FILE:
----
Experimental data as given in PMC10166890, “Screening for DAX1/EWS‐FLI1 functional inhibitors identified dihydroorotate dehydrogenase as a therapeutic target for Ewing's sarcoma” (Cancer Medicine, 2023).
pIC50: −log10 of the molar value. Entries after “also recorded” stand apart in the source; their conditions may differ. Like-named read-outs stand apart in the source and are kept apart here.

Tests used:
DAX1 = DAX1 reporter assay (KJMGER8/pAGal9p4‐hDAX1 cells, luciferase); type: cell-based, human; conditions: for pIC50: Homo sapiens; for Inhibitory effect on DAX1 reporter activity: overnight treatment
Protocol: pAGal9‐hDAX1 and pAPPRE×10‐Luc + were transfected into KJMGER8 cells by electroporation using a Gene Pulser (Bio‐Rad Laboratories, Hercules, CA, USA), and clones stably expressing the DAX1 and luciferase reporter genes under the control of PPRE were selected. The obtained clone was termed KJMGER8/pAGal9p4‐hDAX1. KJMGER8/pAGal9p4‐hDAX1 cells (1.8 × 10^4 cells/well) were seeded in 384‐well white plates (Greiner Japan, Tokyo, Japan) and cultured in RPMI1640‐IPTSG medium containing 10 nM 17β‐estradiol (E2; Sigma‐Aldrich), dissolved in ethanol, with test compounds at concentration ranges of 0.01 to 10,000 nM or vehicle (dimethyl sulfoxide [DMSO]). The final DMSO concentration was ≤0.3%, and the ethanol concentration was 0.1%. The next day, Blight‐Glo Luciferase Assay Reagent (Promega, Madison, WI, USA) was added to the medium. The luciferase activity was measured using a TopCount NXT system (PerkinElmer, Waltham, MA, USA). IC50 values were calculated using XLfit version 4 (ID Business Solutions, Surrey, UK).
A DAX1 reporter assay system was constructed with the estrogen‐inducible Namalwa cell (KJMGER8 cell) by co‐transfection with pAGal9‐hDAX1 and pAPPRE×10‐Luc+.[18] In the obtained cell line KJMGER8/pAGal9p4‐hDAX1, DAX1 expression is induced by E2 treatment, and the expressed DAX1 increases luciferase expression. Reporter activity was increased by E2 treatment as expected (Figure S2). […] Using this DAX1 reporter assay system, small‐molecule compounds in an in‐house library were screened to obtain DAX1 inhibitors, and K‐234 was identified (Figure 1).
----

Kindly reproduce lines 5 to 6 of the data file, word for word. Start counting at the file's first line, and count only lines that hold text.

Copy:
Protocol: pAGal9‐hDAX1 and pAPPRE×10‐Luc + were transfected into KJMGER8 cells by electroporation using a Gene Pulser (Bio‐Rad Laboratories, Hercules, CA, USA), and clones stably expressing the DAX1 and luciferase reporter genes under the control of PPRE were selected. The obtained clone was termed KJMGER8/pAGal9p4‐hDAX1. KJMGER8/pAGal9p4‐hDAX1 cells (1.8 × 10^4 cells/well) were seeded in 384‐well white plates (Greiner Japan, Tokyo, Japan) and cultured in RPMI1640‐IPTSG medium containing 10 nM 17β‐estradiol (E2; Sigma‐Aldrich), dissolved in ethanol, with test compounds at concentration ranges of 0.01 to 10,000 nM or vehicle (dimethyl sulfoxide [DMSO]). The final DMSO concentration was ≤0.3%, and the ethanol concentration was 0.1%. The next day, Blight‐Glo Luciferase Assay Reagent (Promega, Madison, WI, USA) was added to the medium. The luciferase activity was measured using a TopCount NXT system (PerkinElmer, Waltham, MA, USA). IC50 values were calculated using XLfit version 4 (ID Business Solutions, Surrey, UK).
A DAX1 reporter assay system was constructed with the estrogen‐inducible Namalwa cell (KJMGER8 cell) by co‐transfection with pAGal9‐hDAX1 and pAPPRE×10‐Luc+.[18] In the obtained cell line KJMGER8/pAGal9p4‐hDAX1, DAX1 expression is induced by E2 treatment, and the expressed DAX1 increases luciferase expression. Reporter activity was increased by E2 treatment as expected (Figure S2). […] Using this DAX1 reporter assay system, small‐molecule compounds in an in‐house library were screened to obtain DAX1 inhibitors, and K‐234 was identified (Figure 1).